There has been substantial activity in the courts arising from the use by Reliance Standard Life Insurance Company of clauses in its disability insurance policies to deny or limit claims based on the insured's mental or nervous disorders. A case decided only this week by the United States Court of Appeals for the Sixth Circuit, which covers Kentucky, provides a good example. The case is Okuno v. Reliance Standard Life Insurance Company.
The disability insurance policy in question had a “Mental or Nervous Disorders” limitation that limited disability benefits to a payable period of 12 months where the disability was “caused by or contributed to by mental or nervous disorders.” The policy had a similar provision regarding “pre-existing conditions” that restricted benefits for a total disability “caused by,” “contributed to by,” or “resulting from” a pre-existing condition.
The claimant in this case was diagnosed with Crohn’s disease, narcolepsy, and fibromuscular dyspasia. As is not uncommon, she developed depression and related symptoms attendant to her physical ailments that rendered her unable to continue working. The insurance company seized on her “depression and anxiety” to deny her claim.
The claimant argued in the appeals court that Reliance Standard erroneously interpreted the mental or nervous disorders limitation to apply “whenever a claimant’s medical history includes a psychiatric component.” The claimant’s argument was that where a claimant is disabled by physical conditions alone, then the mere presence of a psychiatric component or condition does not justify application of the one-year limitation on benefits due to a mental health condition.
This argument was accepted by the appeals court. It noted a number of other decisions from federal appeals courts around the country that had ruled that the phrase “caused by or contributed to by” in the mental and nervous disorders limitation should be read “to exclude coverage only when the claimant’s physical disability was insufficient to render him totally disabled.”
The importance of this ruling is as follows: if the claimant’s physical conditions considered alone render him or her disabled under the terms of policy, the presence of a depression or other similar diagnosis will not support the denial or limitation of benefits.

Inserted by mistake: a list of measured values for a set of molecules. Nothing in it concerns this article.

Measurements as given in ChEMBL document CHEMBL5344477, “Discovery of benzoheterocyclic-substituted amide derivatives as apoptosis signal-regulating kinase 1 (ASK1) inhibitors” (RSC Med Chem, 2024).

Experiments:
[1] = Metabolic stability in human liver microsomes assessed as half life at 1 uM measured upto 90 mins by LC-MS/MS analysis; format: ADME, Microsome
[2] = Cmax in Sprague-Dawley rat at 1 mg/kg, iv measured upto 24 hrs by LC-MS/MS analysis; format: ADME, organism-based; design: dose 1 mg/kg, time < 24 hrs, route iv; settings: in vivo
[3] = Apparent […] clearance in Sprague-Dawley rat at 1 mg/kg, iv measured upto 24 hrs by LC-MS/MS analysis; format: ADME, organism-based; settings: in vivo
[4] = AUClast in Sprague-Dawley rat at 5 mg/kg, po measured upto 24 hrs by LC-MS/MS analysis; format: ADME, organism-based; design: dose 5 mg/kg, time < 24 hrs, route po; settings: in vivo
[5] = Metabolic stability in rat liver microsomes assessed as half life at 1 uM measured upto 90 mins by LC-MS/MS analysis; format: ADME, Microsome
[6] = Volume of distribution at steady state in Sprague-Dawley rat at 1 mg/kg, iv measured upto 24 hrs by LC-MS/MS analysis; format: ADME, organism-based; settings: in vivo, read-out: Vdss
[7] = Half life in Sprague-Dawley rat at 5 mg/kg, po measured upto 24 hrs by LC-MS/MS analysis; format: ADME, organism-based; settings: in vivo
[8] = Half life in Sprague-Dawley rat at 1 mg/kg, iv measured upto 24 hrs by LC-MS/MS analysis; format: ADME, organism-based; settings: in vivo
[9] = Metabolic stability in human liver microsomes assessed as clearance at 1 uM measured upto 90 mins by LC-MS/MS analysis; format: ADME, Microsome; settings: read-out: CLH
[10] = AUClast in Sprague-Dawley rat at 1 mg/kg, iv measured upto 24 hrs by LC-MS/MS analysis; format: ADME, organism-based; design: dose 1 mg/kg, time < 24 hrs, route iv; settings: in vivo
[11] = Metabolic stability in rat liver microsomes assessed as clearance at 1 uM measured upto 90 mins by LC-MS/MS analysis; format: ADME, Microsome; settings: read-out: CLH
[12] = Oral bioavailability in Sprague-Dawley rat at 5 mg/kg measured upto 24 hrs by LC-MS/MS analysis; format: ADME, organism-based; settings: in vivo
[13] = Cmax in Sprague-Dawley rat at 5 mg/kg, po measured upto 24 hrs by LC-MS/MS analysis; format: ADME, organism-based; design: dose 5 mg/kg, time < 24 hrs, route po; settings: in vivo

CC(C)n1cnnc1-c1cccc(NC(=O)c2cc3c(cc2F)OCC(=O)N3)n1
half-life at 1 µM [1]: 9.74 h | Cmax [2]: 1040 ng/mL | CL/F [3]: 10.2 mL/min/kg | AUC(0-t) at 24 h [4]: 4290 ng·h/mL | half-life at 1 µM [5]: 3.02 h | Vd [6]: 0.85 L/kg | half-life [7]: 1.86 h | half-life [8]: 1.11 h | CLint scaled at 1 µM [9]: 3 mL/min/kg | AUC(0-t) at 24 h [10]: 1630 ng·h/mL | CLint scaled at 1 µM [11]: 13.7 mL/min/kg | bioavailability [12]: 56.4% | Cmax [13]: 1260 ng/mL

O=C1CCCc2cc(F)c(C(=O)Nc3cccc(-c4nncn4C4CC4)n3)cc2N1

The court’s ruling should also help claimants with regard to denials based on pre-existing condition. The mere presence of a pre-existing condition should not support a denial or limitation on benefits, where a different condition or conditions, which arose after whatever the pre-existing condition is did, would support adequately the claim.
The Okuno case also illustrates the value an absolute necessity of an experienced and knowledgeable disability insurance benefits lawyer. The claimant first filed her claim sometime prior to May 18, 2012, which is the date on which Reliance Standard first communicated its denial of her claim. Following that initial denial there were a total of three appeals over the course of the next 25 months, the final denial being on June 12, 2014. The claimant filed suit in federal district court following denial of the third appeal in 2014. The appeals court decision comes on September 7, 2016, and it does not award her benefits; instead, it sends the case back to the federal district court to determine what benefits she may be able to receive based on her physical illnesses and disabilities. Probably the case will get settled and the claimant will get paid her benefits, those payments commencing some four and half years or so after she filed her claim.